How it works: In Direct Listings, money is raised only through the sale of existing shares by founders, VCs, vested employees, and other investors, rather than through the issuance of new shares to institutional investors as is done in an IPO. These shareholders are allowed to sell their shares directly into the public market. This means that in a direct listing the company can’t hand-select the institutional investors it wants as shareholders, as happens in a traditional IPO as part of the book-building process. The market-making (or price discovery) really happens via an opening auction in which the exchanges (e.g., NYSE, Nasdaq) or their designees (“market makers”) solicit “bids” (the price and volume at which a buyer wants to transact) and “offers” (the price and volume at which a seller wants to transact). The auction occurs until a sufficient number of orders are “matched” — buyers and sellers are willing to transact at an agreed-upon price and volume to open the stock. This is aimed at creating a more efficient, orderly method of price discovery.
The advantage of this approach is that it potentially addresses some of the (heavily debated) pricing issues of traditional IPOs by erasing the traditional IPO discount and therefore the contrivance behind the first day pop. Enterprise tech companies that have gone public via a traditional IPO since 2020 have seen their stock trade 33% above the IPO price on the first day of trading, suggesting that the investment banks have underpriced IPOs and a significant amount of money was “left on the table” by the issuers (though not all agree with this view). This has brought increased scrutiny to IPO pricing on several fronts.
In a DL, the first day’s trading is based on the price at which buyers and sellers are willing to transact, rather than a price set by a company and its underwriters, leading to full price discovery at the open (comparable to the opening price on the first day of trading for a traditional IPO, which includes the first day pop) — though it’s still mediated by the exchange’s market makers.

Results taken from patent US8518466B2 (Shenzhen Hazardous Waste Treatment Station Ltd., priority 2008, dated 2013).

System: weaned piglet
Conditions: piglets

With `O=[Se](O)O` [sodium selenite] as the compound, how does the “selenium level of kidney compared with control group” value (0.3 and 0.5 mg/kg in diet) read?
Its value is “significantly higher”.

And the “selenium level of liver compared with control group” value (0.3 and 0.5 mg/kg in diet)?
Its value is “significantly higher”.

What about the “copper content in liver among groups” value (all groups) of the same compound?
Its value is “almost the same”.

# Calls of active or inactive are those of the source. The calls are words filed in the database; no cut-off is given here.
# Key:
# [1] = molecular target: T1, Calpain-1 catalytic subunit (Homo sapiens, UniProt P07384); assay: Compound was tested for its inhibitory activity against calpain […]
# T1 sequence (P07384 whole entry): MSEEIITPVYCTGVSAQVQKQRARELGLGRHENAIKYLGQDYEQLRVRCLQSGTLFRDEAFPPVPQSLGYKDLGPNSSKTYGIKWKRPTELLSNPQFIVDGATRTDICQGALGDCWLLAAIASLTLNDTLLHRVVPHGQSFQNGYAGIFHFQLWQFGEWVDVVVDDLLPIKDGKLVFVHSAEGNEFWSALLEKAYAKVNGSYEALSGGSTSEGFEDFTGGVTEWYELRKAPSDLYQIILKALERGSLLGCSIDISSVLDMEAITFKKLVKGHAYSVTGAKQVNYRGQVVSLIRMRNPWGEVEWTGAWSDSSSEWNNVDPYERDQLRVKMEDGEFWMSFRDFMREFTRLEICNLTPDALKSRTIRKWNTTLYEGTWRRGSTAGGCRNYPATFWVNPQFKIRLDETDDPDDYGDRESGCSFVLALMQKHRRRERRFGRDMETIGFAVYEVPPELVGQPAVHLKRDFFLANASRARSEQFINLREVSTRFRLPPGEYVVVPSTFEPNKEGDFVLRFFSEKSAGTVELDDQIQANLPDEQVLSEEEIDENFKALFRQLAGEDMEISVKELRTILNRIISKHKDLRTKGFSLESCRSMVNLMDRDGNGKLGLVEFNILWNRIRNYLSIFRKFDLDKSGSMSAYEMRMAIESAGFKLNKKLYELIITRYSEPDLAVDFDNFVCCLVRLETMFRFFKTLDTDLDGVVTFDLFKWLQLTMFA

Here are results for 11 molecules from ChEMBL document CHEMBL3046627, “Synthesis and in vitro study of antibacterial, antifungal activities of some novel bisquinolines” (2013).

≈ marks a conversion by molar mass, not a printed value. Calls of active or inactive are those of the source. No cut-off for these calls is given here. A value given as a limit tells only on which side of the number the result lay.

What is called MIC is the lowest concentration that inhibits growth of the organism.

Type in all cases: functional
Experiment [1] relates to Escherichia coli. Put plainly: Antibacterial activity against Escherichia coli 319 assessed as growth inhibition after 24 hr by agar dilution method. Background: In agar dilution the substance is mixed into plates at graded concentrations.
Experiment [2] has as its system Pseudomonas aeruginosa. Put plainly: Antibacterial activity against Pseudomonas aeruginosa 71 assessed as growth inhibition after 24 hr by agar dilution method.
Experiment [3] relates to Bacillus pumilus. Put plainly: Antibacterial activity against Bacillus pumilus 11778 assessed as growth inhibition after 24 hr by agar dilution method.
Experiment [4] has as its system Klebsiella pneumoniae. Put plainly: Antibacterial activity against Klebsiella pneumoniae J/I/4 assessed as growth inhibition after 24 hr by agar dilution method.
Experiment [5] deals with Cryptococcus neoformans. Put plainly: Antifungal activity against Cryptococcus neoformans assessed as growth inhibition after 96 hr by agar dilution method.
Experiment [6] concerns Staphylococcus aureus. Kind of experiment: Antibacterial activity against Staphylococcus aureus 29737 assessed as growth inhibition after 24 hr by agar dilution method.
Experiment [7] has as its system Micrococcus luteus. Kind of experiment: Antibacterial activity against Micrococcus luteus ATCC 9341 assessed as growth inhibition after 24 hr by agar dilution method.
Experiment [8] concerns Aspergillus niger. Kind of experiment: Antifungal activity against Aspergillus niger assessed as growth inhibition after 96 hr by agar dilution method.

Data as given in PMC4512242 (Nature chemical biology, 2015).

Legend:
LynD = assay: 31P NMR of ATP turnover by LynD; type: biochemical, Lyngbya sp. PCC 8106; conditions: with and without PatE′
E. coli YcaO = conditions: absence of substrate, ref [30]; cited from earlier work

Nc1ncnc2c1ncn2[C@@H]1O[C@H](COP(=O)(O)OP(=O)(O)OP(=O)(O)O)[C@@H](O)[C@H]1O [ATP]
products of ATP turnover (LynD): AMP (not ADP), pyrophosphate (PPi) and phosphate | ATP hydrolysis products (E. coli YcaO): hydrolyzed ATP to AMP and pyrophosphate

How it’s trending: There have only been ten DLs so far, representing barely 1% of the total capital markets debuts over the same time period (it should be noted, though, that that includes three of the top five opening trade volumes of all time in the history of going public). The after-market “pops” have also been more muted in direct listings than we’ve seen recently for more traditional tech IPOs, suggesting DLs are achieving their purpose, albeit with a small sample size so far.
One factor to keep an eye on: Earlier this year, the SEC approved a proposal by the NYSE and Nasdaq that allows companies that are going public through a DL to raise primary capital (by issuing new shares). This change has the potential to meaningfully change the way private issuers think about public-listing alternatives, i.e. traditional IPOs, SPAC IPOs, or DLs.
What it means for startups, founders, and investors: Advantages of DLs include the lack of a 180-day IPO lock-up, so existing shareholders can sell at any time (including the first day of trading), and equal access for all buyers, so that retail investors have the same ability to buy shares as institutional investors. The potential downsides to DL are that there is no primary capital raised (although this may change in the future, as noted) so it may not be the best option for companies needing to raise money. In addition, companies going the DL route are required to provide financial guidance to the public — this leads to better financial transparency for all investors. (Companies should be mindful of their accountability to achieve these stated targets, however.)